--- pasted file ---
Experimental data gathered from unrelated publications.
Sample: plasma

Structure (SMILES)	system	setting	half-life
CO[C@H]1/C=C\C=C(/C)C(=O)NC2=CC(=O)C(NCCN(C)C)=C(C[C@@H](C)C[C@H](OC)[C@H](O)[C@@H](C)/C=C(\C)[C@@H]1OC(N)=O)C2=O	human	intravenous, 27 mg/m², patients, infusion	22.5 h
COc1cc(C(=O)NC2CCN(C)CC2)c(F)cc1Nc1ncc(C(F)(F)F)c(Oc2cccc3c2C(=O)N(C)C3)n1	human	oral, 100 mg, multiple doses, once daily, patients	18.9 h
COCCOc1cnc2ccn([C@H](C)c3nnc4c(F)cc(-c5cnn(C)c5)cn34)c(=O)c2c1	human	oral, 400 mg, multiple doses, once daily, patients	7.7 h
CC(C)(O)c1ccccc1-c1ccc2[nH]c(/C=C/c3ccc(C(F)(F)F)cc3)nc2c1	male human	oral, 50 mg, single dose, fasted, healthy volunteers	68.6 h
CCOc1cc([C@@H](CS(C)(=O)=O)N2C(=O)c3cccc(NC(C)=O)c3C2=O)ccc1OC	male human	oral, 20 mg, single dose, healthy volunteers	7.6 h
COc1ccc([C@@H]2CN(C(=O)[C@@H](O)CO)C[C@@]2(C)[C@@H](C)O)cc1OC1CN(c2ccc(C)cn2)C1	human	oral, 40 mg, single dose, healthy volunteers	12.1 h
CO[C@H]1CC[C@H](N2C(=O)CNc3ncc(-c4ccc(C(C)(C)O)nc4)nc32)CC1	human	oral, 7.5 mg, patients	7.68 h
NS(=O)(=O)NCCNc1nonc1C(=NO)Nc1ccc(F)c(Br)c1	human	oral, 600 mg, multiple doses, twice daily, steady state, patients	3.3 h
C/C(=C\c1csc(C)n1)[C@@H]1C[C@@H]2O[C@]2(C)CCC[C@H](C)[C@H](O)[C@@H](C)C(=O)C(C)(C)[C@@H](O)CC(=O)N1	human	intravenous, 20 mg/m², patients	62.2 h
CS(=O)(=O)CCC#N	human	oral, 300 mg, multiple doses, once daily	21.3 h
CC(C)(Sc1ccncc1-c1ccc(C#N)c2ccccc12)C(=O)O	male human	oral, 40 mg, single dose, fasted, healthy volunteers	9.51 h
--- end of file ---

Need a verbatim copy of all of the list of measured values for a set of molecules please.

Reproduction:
Experimental data gathered from unrelated publications.
Sample: plasma

Structure (SMILES)	system	setting	half-life
CO[C@H]1/C=C\C=C(/C)C(=O)NC2=CC(=O)C(NCCN(C)C)=C(C[C@@H](C)C[C@H](OC)[C@H](O)[C@@H](C)/C=C(\C)[C@@H]1OC(N)=O)C2=O	human	intravenous, 27 mg/m², patients, infusion	22.5 h
COc1cc(C(=O)NC2CCN(C)CC2)c(F)cc1Nc1ncc(C(F)(F)F)c(Oc2cccc3c2C(=O)N(C)C3)n1	human	oral, 100 mg, multiple doses, once daily, patients	18.9 h
COCCOc1cnc2ccn([C@H](C)c3nnc4c(F)cc(-c5cnn(C)c5)cn34)c(=O)c2c1	human	oral, 400 mg, multiple doses, once daily, patients	7.7 h
CC(C)(O)c1ccccc1-c1ccc2[nH]c(/C=C/c3ccc(C(F)(F)F)cc3)nc2c1	male human	oral, 50 mg, single dose, fasted, healthy volunteers	68.6 h
CCOc1cc([C@@H](CS(C)(=O)=O)N2C(=O)c3cccc(NC(C)=O)c3C2=O)ccc1OC	male human	oral, 20 mg, single dose, healthy volunteers	7.6 h
COc1ccc([C@@H]2CN(C(=O)[C@@H](O)CO)C[C@@]2(C)[C@@H](C)O)cc1OC1CN(c2ccc(C)cn2)C1	human	oral, 40 mg, single dose, healthy volunteers	12.1 h
CO[C@H]1CC[C@H](N2C(=O)CNc3ncc(-c4ccc(C(C)(C)O)nc4)nc32)CC1	human	oral, 7.5 mg, patients	7.68 h
NS(=O)(=O)NCCNc1nonc1C(=NO)Nc1ccc(F)c(Br)c1	human	oral, 600 mg, multiple doses, twice daily, steady state, patients	3.3 h
C/C(=C\c1csc(C)n1)[C@@H]1C[C@@H]2O[C@]2(C)CCC[C@H](C)[C@H](O)[C@@H](C)C(=O)C(C)(C)[C@@H](O)CC(=O)N1	human	intravenous, 20 mg/m², patients	62.2 h
CS(=O)(=O)CCC#N	human	oral, 300 mg, multiple doses, once daily	21.3 h
CC(C)(Sc1ccncc1-c1ccc(C#N)c2ccccc12)C(=O)O	male human	oral, 40 mg, single dose, fasted, healthy volunteers	9.51 h